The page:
Linked by Thom Holwerda on Mon 9th Dec 2013 22:43 UTC

Two changes supposedly coming to the next version of Windows, according to veteran Paul Thurrott:

Metro apps running in windows on the desktop. As you can today with third-party utilities such as ModernMix, the next version of Windows will let users optionally run Metro apps in floating windows on the desktop.

Start menu. After bringing back the Start button in Windows 8.1, Microsoft will take the next logical step in the next Windows version and make the Start menu available as an option. It's possible this will appear only on those product versions that support the desktop.

This would be Microsoft admitting they got Windows 8 all wrong.

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I used to have a single icon bar with the features I used the most, it occupied less area than the ribbon. Dynamic toolbars appeared as needed (for drawing,...).

I think we are going back into this territory.

- Poor discoverability and organisation. There are many places to click and hidden dialogboxes and menus. For example : How to set the grid in PowerPoint ? There are both old style dialogboxes and pop-down non modal fields. Inconsistent.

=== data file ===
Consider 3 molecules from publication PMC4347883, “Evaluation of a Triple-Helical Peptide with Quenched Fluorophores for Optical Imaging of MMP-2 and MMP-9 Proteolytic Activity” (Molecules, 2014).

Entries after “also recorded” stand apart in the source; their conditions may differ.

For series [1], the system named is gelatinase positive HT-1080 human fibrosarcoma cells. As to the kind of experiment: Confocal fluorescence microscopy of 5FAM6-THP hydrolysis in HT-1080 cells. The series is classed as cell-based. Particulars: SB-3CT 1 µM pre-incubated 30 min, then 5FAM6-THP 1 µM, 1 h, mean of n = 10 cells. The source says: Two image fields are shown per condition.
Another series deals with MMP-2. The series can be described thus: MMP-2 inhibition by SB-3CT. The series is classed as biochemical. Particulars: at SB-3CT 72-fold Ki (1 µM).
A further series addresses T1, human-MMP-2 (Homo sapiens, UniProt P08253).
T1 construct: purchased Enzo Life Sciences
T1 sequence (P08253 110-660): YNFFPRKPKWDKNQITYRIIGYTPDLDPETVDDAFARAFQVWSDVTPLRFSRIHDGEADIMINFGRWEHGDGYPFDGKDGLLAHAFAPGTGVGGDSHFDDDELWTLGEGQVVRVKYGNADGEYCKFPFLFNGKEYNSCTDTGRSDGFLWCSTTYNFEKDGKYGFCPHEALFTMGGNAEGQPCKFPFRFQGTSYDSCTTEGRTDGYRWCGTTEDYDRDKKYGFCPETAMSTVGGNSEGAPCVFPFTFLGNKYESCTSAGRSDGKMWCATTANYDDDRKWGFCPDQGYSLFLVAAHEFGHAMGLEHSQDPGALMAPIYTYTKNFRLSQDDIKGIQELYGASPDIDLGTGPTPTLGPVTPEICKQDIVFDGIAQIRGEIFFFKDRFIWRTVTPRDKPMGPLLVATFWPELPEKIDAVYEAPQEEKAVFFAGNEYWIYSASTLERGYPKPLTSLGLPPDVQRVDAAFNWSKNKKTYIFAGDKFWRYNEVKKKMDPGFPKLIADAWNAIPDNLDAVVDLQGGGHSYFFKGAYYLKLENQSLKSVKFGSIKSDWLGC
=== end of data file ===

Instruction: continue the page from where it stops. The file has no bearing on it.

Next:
I dispute this if we were talking about Word or Outlook (as I use them all the time), but Powerpoint or Excel I rarely use so you could well be right.

- Hardcoded. Non user configurable. Many people use Office with all sort of crazy macros, which cannot be inserted gracefully into that bloody ribbon.

I think the idea is that you aren't supposed to.

Terrible when the width of the application is reduced. New, unfamiliar and useless icons appears...

After making responsive websites now, I have to agree. It pisses me off when I can't snap a Window and have the controls work properly ... note this is for a lot of applications (Visual Studio does this as well, And pretty much every inspector tool for browsers).

If I can do this with some CSS, it can be done on my Samsung S3 and on my iPad, I am sure they could do it with native applications.

Word: Stylesheets. Braindamaged. Encourages modifying letters instead of setting styles.

It almost works like HTML / CSS, so maybe because I am a web dev but I really don't see a problem. You give it the correct element type and when you change the style everything changes consistently ...

Bad for keyboard navigation. Microsoft never helped to learn key sequences.

It is either F6 or mashing the Tab button to get to the right menu item. I don't understand why you would navigation the menu with a keyboard unless you mouse was broken?

Edited 2013-12-10 23:46 UTC

Reply Parent Score: 3

Treza Member since:

- For the last part, about keyboard, it is not so much ribbon related that the way Microsoft never shows keyboard shortcuts. There were almost absent in menus, they could appear in help bubbles on the ribbon elements.

Unlike Macs which show a lot of keyboard shortcuts.

The ribbon could be reflowing, like a responsive website. It would be interesting. Made of live tiles à la "Metro".

Reply Parent Score: 1